An update to the world’s biggest selling pick-up is due to be revealed later this week. Here’s what we know so far.
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The 2021 Ford F-150 will be unveiled later this week and the company has released a teaser image via Twitter which shows the updated model will have a bold new light signature, a bulging bonnet and a redesigned grille.

The daytime running lights appear to extend beyond the main beams and down into lamps in the front bumper.

Earlier spy photos of the 2021 Ford F-150 showed a new digital widescreen dash display and a large infotainment screen, both of which will bring a new level of luxury to North America’s top-selling vehicle.

The unveiling of the updated model comes just weeks after Ford ramped up production following shutdowns during the coronavirus crisis.

In an official statement, Ford said the new F-150 will be the first vehicle built on the company’s new electrical architecture and will be able to “receive regular over-the-air updates to key modules controlling vehicle performance and user experiences”.

We assume that means real-time over-the-air updates to enable some glitches to be fixed – or new features added – without owners needing to take the vehicle to a dealership.

It’s at about this point in the story Tesla fans point out such technology has been available on that brand’s electric cars for years.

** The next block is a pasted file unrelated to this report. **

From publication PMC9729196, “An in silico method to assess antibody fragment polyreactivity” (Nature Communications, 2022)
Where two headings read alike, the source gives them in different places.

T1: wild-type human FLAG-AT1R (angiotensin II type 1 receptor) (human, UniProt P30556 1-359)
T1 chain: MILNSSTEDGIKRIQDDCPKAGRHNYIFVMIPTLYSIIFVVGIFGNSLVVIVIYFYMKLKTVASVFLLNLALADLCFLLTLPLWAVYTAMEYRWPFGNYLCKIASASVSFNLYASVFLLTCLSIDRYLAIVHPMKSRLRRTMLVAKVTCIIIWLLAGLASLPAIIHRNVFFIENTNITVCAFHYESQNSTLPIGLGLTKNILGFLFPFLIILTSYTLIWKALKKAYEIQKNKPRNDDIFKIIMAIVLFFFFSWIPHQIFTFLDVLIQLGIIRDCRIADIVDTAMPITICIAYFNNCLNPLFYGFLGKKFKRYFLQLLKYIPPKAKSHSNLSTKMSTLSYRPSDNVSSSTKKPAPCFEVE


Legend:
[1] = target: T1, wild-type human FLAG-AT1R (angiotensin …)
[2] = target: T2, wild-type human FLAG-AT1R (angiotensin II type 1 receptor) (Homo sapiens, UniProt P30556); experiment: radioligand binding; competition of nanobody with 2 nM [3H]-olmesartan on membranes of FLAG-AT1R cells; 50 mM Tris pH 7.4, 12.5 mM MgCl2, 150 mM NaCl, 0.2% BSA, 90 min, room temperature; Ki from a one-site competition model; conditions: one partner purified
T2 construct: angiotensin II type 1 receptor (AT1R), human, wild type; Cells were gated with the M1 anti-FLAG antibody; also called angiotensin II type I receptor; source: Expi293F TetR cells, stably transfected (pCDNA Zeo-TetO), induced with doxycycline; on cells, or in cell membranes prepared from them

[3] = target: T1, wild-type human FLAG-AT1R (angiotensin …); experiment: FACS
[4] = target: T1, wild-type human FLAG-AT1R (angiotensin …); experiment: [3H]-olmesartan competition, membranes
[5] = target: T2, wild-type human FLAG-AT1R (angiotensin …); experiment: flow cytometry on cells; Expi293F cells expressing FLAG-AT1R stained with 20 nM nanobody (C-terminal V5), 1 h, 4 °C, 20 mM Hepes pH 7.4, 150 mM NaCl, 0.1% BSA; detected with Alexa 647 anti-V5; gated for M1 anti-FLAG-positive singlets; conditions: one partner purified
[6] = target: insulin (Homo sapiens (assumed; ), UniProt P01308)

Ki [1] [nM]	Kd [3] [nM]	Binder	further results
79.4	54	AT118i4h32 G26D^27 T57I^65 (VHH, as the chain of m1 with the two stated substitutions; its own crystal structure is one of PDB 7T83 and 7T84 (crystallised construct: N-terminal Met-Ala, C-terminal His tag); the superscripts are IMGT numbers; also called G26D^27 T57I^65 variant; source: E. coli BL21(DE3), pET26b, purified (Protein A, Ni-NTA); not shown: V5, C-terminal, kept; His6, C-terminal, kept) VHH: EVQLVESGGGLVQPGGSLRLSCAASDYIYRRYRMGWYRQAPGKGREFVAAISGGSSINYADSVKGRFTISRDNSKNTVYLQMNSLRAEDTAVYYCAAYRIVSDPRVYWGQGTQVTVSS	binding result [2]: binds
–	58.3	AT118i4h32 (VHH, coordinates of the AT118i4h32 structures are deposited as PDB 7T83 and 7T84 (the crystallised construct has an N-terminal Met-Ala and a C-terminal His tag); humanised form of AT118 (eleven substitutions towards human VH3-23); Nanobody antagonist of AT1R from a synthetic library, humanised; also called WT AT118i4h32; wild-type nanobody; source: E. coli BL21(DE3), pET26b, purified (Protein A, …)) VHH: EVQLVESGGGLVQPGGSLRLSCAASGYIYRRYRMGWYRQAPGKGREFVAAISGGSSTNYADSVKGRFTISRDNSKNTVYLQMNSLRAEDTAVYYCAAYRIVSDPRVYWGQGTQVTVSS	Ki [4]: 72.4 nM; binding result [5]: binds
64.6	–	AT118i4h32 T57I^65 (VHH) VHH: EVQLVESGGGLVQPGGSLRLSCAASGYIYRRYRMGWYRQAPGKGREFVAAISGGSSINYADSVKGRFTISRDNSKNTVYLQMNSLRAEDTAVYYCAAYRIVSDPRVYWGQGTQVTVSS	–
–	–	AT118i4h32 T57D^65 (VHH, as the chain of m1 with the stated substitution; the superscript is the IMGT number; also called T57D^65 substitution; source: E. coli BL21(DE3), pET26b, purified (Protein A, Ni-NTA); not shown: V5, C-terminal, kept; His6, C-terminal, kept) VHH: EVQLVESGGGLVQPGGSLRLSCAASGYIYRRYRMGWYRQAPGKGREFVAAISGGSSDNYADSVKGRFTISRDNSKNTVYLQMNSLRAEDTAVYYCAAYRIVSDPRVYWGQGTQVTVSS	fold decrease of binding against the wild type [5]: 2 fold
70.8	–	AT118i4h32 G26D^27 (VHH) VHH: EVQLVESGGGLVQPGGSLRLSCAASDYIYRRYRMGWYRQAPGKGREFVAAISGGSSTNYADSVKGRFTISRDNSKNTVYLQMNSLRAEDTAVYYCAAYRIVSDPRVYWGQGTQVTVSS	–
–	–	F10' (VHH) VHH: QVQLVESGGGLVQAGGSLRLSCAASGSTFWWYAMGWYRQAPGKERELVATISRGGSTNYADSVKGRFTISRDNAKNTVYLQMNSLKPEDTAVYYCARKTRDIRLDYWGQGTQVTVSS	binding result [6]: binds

Meantime, Ford says the new F-150 will enable “innovative fleet-management solutions for Ford’s commercial customers”. We assume this to mean tracking of some kind (similar to what was introduced recently on the Transit van in some markets, pictured below), but we’ll wait for the official blurb.

Unfortunately, there are still no plans to introduce the Ford F-150 and its derivatives in Australia because the cost to engineer them in right-hand-drive is prohibitively expensive.

Our only hope is to wait and see if Ford has a change of heart when the next generation F Series rolls around, because introducing a factory-built right-hand-drive version half way through a model cycle is even less cost-efficient.

Perhaps the company can put aside its differences and appoint a local, factory-backed outfit to re-engineer vehicles to mass-production standards to be sold through its dealer network.

Melbourne’s Walkinshaw Automotive Group – the parent company of Holden Special Vehicles – engineers and remanufactures right-hand-drive versions of Ram and Chevrolet pick-ups under the same roof, despite those two brands being rivals. Surely there’s room for a third line once Holden Special Vehicles shuts shop.

If you want Ford to officially bring the F Series to Australia, let them know in the comments section below. It might not make a difference, but if you don’t ask, you don’t get.

In the meantime, Ford F Series fans in Australia can only dream. Although sales of full size Ram and Chevrolet pick-ups are growing locally at a rapid rate, the overall volume is still a fraction of that in the US.

Last year, Australians bought more than 3000 full size pick-ups from the US, most of which cost in excess of $100,000.

In North America, the Ford F Series alone notched up close to 900,000 sales in 2019. The result marked 43 years in a row the F Series was the USA’s best-selling pick-up, and 38 years in a row as the best selling vehicle of any type.

PS: Add this one to the wish list, please Ford.